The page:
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Jun 26, 2011

Rethinking the investor relations director

With additional training, the IR director could take on the position of share-price strategist, says Ian Roundell, head of IR at Credit Suisse

The title ‘investor relations director’ rather speaks for itself. It relates to developing, sustaining and deepening the company’s relationships with its investors. Some organizations refer to this as role as communications director, corporate communications director, or even marketing and communications director. This article suggests a radical rethink of the IR director’s role, to view it more as someone who is a share-price strategist and who outlines the business benefits.
It’s interesting to observe how the IR director’s reporting line suggests his or her positioning within the organization.

Many IR directors report to the chief financial officer, although some report directly to the CEO. Even in this case, however, several IR directors do not consider themselves to be part of the inner sanctum. If the CEO calls a meeting of the top four, it’s unlikely the IR director will be involved – though he or she probably does make it into the top 12.

How IR directors are perceived
The IR director’s function is viewed primarily as one of external communication, which is why he or she may also become aligned with marketing. In the majority of cases, wherever he or she is positioned, his/her role is normally seen to be one of business support. How does the management team view IR directors? Most chief executives view them as a support function because the IR director doesn’t lead a business unit, manage a product line or have specific operational responsibilities.

Management teams tend to view IR directors as a communication, marketing or investor relations person and therefore don’t always expect their presence at the top table. And in a few cases the IR director’s role still remains a mystery to the executive team. Most CEOs and CFOs see the IR director as providing a channel between themselves and investors to handle investor inquiries and provide company information to the market. This aspect of the IR director’s role means he or she must understand the financials.

How do investors view IR directors? They see them as a key way to obtain information. This means not only must IR directors be financially proficient, but they also need to be exceptional communicators – and in many instances good on their feet, too. Building effective relationships with investors requires a high level of interpersonal skills, backed up with a proficiency in designing (and often delivering) motivating presentations. It really is a multi-skilled role.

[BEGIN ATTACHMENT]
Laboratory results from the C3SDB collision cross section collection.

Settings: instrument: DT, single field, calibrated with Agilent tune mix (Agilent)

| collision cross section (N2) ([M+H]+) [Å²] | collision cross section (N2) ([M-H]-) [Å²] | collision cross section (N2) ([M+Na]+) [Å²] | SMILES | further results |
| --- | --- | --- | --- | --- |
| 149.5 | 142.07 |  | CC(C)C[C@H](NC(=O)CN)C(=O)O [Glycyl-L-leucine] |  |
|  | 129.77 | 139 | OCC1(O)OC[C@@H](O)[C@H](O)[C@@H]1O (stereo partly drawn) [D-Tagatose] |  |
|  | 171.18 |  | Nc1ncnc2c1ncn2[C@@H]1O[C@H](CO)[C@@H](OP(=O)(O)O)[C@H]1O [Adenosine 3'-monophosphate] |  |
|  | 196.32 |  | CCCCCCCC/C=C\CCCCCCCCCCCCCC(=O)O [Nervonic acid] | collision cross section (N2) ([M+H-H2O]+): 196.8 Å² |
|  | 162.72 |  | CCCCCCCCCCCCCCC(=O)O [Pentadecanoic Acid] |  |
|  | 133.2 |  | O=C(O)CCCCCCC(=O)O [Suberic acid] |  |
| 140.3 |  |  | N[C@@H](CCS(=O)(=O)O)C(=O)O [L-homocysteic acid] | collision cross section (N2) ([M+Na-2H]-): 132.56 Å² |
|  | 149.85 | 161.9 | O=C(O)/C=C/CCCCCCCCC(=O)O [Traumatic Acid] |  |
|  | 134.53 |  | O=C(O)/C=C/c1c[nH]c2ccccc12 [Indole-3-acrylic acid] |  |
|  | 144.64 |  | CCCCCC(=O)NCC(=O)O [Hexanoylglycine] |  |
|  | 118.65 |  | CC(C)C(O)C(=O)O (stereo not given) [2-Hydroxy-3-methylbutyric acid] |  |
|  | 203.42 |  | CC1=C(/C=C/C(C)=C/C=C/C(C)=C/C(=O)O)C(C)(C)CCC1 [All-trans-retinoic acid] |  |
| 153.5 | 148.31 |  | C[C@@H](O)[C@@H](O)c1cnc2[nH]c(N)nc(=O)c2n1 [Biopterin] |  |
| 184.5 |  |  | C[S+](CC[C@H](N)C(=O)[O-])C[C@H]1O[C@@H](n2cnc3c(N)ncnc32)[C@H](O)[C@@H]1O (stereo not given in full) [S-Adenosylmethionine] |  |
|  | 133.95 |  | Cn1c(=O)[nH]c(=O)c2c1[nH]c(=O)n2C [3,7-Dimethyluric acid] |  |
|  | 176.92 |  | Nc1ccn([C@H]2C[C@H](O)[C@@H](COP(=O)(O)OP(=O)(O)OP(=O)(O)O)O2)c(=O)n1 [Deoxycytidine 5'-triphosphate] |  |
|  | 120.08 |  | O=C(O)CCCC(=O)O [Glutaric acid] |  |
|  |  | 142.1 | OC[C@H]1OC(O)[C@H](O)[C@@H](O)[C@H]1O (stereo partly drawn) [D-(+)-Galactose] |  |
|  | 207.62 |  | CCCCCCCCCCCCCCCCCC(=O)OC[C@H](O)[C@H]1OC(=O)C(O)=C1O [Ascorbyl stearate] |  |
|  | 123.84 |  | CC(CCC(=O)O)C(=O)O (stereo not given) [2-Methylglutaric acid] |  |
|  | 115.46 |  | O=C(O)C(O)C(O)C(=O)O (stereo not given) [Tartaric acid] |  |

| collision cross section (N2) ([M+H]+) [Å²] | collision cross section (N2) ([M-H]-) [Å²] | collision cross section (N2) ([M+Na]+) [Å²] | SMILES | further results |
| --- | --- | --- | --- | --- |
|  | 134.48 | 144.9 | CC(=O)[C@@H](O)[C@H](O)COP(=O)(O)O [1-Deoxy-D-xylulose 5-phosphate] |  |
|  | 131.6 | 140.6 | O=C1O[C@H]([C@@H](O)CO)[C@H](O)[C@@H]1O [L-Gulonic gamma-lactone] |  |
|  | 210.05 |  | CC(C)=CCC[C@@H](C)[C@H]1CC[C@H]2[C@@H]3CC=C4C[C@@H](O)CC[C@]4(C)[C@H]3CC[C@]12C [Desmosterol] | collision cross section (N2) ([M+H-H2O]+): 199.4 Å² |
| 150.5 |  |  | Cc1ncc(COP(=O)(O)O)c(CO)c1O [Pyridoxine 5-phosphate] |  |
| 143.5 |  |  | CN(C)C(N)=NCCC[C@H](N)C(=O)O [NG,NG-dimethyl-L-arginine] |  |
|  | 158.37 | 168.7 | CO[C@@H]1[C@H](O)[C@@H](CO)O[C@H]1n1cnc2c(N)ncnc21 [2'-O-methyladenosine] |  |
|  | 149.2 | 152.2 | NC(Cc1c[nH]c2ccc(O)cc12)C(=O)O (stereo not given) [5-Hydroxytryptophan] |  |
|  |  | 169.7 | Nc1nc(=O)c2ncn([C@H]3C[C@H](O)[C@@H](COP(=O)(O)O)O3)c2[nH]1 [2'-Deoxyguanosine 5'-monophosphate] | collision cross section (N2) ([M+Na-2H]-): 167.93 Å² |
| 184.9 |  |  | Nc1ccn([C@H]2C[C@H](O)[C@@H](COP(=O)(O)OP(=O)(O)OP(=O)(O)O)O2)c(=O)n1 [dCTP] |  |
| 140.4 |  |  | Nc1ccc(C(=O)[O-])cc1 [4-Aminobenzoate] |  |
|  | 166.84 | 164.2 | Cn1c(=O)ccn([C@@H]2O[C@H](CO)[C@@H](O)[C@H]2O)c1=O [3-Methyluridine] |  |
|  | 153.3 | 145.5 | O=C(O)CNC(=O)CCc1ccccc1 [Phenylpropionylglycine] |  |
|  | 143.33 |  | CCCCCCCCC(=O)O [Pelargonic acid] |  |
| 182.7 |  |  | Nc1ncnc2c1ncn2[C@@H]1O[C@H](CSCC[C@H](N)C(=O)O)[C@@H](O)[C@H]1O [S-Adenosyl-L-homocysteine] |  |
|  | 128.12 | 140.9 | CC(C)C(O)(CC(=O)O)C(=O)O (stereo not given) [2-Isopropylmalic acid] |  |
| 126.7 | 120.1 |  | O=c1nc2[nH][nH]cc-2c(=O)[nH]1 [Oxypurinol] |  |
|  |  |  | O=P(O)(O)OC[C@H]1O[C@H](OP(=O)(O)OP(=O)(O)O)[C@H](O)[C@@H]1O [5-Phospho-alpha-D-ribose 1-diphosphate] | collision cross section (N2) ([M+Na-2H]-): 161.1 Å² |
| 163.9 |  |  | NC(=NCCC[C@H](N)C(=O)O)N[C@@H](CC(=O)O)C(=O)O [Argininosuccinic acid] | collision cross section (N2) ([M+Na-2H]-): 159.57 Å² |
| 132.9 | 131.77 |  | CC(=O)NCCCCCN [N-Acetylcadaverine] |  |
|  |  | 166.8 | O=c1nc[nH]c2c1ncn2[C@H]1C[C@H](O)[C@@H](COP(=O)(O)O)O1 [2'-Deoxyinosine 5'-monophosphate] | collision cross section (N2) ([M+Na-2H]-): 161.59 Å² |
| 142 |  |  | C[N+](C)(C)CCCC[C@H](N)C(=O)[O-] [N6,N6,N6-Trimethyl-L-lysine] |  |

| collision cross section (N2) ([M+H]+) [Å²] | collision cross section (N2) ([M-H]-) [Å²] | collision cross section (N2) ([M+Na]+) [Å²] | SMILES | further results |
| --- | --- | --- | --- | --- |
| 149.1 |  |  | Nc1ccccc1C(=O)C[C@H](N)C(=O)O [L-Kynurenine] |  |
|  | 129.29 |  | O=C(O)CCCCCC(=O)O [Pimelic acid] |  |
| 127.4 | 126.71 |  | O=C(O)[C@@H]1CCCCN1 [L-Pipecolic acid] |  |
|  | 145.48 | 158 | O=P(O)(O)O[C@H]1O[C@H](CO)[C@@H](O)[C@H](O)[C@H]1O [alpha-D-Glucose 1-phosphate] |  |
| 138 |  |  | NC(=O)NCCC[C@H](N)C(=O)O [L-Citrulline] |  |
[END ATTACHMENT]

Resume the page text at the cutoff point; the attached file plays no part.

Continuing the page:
Most IR directors in the world’s top 100 companies have a team working with them. This team’s job usually reflects the IR director’s role and this team also spends a significant percentage of its time talking to individual investors, organizing events, and so on. Larger teams will probably have upwards of a thousand investor contacts through meetings and phone calls.

These teams organize regular presentations to different investor groups, which include the large annual and bi-annual presentations and one-off presentations for smaller groups. Today’s teams are usually exceptionally web-savvy in their channel mix, understanding the importance of video presentations online, for example.

Investor relations communication activity clearly focuses on investors, where much of the work involves explaining company strategy to them, providing regular company reporting and publishing company results. The brief for most IR directors and their teams, therefore, is to communicate and market the company’s messages to investors.

Why rethink the IR director role?
So far, so traditional – but there is a missing function that is much bigger than the current one. Landing it will require the next wave of vision surrounding IR functionality to create a new role: share price strategist.

One of the key factors in calculating share price is free cash flow, which equates with profit times a multiple. This is also understood in investor circles as the price earnings (P/E) ratio, where ‘earnings’ is used to describe the profit descriptor and ‘price’ the multiple descriptor.

If you ask your chairman or CEO how many people he or she employs trying to improve earnings and how many people are trying to improve the price, you are likely to get a common response. The vast majority of companies employ all their people in efforts to improve earnings because they assume the multiple is out of their control. But what if that primary assumption is false?

Fund managers know that every industry contains companies with a range of multiples. The best companies have the highest multiples, and these multiples decline on a sliding scale down to those considered to be the poorest companies (those with the lowest multiples). Because companies have different multiples, it is evident that there must be a specific method to calculate them.